It is now possible to have an unlimited amount of authorized capital. In a small company, the authorized capital does not have any major significance.


In a small company, it is initially desirable to issue a total of about 100 shares. Each common share gives one vote. Most special shares (previously called preferred shares) do not carry a vote. 51% of the votes carry the majority and such party can elect the directors and can substantially control the affairs of the company. Where you are providing for equality of shares, you should also provide for a casting vote in the event of a tie. You should discuss this question with me where there is any doubt.


Before the 1982 Business Corporations Act, it used to be necessary to write out a list of all the activities that the company planned to do. This is no longer required.


You should choose a bank most convenient to you. A bank manager and your relationship with him are usually more important than the name of the bank. Each bank manager varies in specific limited amounts of lending powers and he may have to refer your application to borrow to the head office located usually in Toronto.

Each new company is required to operate a bank account. You should ask your bank to complete the banking forms, which will include the forms called, agreement to operate an account, declaration of the names of your officers, a by-law to borrow and signature cards. You should ask your bank to complete these forms and you should indicate to them how you want one or more officers of the company to sign the cheques. You will require the corporate seal on these documents and for that purpose you should ask your bank to forward the completed documents to my office, or you can bring them to my office and I will place the corporate seal on the documents for you. If you see any new or different documents such as the assignment of book debts, guarantee etc, you should review these documents with me before signing them. You will become personally responsible for any borrowing if you sign a personal guarantee.


The Business Corporations Act requires you to have an auditor unless all the shareholders consent to waive the requirements of an audit. In most small companies, it is not necessary to have an auditor but you should have an accountant who will complete your accounts and complete your tax returns.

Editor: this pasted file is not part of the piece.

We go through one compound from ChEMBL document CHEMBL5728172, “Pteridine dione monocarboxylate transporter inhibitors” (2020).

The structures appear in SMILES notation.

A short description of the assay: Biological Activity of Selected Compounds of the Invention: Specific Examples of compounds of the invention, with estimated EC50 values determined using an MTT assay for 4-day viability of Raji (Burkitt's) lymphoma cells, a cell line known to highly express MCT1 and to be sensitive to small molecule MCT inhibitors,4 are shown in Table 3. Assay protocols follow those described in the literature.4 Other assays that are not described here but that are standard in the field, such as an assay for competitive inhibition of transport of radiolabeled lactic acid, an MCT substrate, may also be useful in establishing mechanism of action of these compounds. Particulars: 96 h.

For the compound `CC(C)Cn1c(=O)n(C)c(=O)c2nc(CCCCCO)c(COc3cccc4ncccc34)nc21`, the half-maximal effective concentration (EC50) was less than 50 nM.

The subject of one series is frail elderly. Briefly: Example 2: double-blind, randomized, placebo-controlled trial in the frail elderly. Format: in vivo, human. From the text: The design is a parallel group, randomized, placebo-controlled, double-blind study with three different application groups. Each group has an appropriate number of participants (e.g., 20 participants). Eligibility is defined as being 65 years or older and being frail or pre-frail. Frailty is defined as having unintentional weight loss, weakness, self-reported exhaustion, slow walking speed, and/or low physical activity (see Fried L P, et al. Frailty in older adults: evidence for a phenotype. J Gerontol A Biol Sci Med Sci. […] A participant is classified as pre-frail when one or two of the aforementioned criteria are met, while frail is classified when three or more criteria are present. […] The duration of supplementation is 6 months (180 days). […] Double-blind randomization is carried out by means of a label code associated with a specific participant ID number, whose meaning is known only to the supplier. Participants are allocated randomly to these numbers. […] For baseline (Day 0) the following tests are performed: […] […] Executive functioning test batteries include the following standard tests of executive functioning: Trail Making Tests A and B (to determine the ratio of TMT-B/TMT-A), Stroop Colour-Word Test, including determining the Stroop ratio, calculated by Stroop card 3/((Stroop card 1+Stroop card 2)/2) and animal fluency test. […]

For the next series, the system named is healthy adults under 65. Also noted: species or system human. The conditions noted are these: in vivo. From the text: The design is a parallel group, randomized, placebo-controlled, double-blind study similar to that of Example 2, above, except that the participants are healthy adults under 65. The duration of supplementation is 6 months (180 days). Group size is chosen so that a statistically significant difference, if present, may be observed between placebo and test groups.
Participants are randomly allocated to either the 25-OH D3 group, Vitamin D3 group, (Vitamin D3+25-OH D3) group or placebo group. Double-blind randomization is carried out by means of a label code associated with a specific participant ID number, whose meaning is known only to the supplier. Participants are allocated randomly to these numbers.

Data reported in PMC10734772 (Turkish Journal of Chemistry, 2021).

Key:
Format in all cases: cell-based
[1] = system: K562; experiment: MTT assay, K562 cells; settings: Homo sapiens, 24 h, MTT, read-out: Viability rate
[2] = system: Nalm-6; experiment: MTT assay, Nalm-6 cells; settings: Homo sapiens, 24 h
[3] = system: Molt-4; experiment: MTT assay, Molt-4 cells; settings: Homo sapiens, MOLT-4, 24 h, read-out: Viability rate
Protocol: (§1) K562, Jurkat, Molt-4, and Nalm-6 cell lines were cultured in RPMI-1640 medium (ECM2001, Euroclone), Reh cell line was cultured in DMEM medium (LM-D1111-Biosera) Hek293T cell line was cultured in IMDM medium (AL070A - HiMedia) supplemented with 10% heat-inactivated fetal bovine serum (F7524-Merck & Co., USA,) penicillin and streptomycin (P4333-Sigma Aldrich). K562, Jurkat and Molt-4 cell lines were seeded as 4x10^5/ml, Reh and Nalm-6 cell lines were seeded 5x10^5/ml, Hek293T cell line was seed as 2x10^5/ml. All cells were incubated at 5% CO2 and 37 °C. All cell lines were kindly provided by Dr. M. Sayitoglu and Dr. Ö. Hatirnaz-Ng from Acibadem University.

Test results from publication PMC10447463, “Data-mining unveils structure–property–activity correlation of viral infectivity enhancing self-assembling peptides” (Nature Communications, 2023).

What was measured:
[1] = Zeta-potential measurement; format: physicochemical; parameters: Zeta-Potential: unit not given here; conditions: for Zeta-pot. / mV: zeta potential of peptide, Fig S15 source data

The fiscal year-end is usually the anniversary of the date of incorporation. Your accountant should advise you on a suitable year-end. If you decide to change the fiscal year-end, a resolution for the company is required to be passed and you should obtain consent from Revenue Canada.


If you have owned assets or purchased them prior to incorporating, you will require an agreement to transfer the assets to the company. This transfer is completed under section 5 of the Income Tax Act, which allows you to make the transfer without payment of tax, provided that you file what are called election forms. Your accountant completes these forms. The agreement will be prepared by me. Your accountant will need to work closely with me if this is required.


I will need to work with you closely on a number of matters even after you have incorporated. After I have sent the report on incorporation to you, it will be your responsibilities to make sure that you arrange a meeting to come into sign the first resolutions. Where you have given instructions to me to prepare the shareholders’ agreement, again it will be your responsibility to ensure that all the shareholders have signed it. I will not be sending reminders to you to ask you to come in to sign the documents. The documents enclosed with the first report are only copies, which may be signed if you wish, but the originals will be kept in the minute book in my office and they should be signed in my office.

Over the course of the year, I will get to know you and your company and will be pleased to act for you on an ongoing basis.

The minute book will be kept in my office along with the seal and each year I will be sending you a reminder for the preparation of the minutes of your annual meeting and I will at the same time review all your records and report on it.

Building up a long term relationship is more important than bargaining for the last dollar, as the lawyer who is watching your long term interest can give you his comments which can substantially affect the protection of your company and your assets. Our fees are very comparable with the other lawyers with similar qualifications and expertise. We act regularly for about 250 companies and have over 25 years experience in this field.


Our fees will depend on whether we need to advise you on the shareholder’s agreement, rollover agreement and estate planning, liability planning and other matters which should be reviewed at the time of incorporation.